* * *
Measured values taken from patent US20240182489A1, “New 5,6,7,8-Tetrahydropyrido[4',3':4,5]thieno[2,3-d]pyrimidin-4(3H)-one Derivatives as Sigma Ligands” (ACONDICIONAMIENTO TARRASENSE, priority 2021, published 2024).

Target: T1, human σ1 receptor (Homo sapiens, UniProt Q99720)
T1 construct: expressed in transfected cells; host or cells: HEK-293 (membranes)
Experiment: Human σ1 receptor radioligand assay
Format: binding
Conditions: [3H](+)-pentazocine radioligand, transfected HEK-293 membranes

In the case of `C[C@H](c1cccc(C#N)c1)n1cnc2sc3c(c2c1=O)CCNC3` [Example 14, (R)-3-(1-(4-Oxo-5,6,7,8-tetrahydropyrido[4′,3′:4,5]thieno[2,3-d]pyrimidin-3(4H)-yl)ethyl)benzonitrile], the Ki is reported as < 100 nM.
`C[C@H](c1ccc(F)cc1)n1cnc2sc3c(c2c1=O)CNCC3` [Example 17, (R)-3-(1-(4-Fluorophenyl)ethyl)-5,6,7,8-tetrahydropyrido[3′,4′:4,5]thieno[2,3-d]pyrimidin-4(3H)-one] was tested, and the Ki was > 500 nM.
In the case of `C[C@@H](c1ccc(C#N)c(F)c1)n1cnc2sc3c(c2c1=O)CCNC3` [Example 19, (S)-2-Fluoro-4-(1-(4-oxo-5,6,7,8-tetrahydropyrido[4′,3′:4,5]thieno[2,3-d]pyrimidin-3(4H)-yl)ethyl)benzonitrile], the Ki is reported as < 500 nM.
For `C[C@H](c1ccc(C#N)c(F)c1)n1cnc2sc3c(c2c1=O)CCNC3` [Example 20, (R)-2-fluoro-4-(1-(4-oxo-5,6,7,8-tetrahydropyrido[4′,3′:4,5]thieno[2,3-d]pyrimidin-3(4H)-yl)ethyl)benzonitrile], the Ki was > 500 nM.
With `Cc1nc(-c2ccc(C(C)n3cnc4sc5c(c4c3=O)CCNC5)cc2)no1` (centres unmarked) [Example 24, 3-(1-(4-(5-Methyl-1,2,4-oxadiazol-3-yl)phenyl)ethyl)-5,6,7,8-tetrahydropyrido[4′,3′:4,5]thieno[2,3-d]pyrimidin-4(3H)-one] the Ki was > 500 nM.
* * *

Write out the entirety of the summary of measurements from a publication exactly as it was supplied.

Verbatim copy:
Measured values taken from patent US20240182489A1, “New 5,6,7,8-Tetrahydropyrido[4',3':4,5]thieno[2,3-d]pyrimidin-4(3H)-one Derivatives as Sigma Ligands” (ACONDICIONAMIENTO TARRASENSE, priority 2021, published 2024).

Target: T1, human σ1 receptor (Homo sapiens, UniProt Q99720)
T1 construct: expressed in transfected cells; host or cells: HEK-293 (membranes)
Experiment: Human σ1 receptor radioligand assay
Format: binding
Conditions: [3H](+)-pentazocine radioligand, transfected HEK-293 membranes

In the case of `C[C@H](c1cccc(C#N)c1)n1cnc2sc3c(c2c1=O)CCNC3` [Example 14, (R)-3-(1-(4-Oxo-5,6,7,8-tetrahydropyrido[4′,3′:4,5]thieno[2,3-d]pyrimidin-3(4H)-yl)ethyl)benzonitrile], the Ki is reported as < 100 nM.
`C[C@H](c1ccc(F)cc1)n1cnc2sc3c(c2c1=O)CNCC3` [Example 17, (R)-3-(1-(4-Fluorophenyl)ethyl)-5,6,7,8-tetrahydropyrido[3′,4′:4,5]thieno[2,3-d]pyrimidin-4(3H)-one] was tested, and the Ki was > 500 nM.
In the case of `C[C@@H](c1ccc(C#N)c(F)c1)n1cnc2sc3c(c2c1=O)CCNC3` [Example 19, (S)-2-Fluoro-4-(1-(4-oxo-5,6,7,8-tetrahydropyrido[4′,3′:4,5]thieno[2,3-d]pyrimidin-3(4H)-yl)ethyl)benzonitrile], the Ki is reported as < 500 nM.
For `C[C@H](c1ccc(C#N)c(F)c1)n1cnc2sc3c(c2c1=O)CCNC3` [Example 20, (R)-2-fluoro-4-(1-(4-oxo-5,6,7,8-tetrahydropyrido[4′,3′:4,5]thieno[2,3-d]pyrimidin-3(4H)-yl)ethyl)benzonitrile], the Ki was > 500 nM.
With `Cc1nc(-c2ccc(C(C)n3cnc4sc5c(c4c3=O)CCNC5)cc2)no1` (centres unmarked) [Example 24, 3-(1-(4-(5-Methyl-1,2,4-oxadiazol-3-yl)phenyl)ethyl)-5,6,7,8-tetrahydropyrido[4′,3′:4,5]thieno[2,3-d]pyrimidin-4(3H)-one] the Ki was > 500 nM.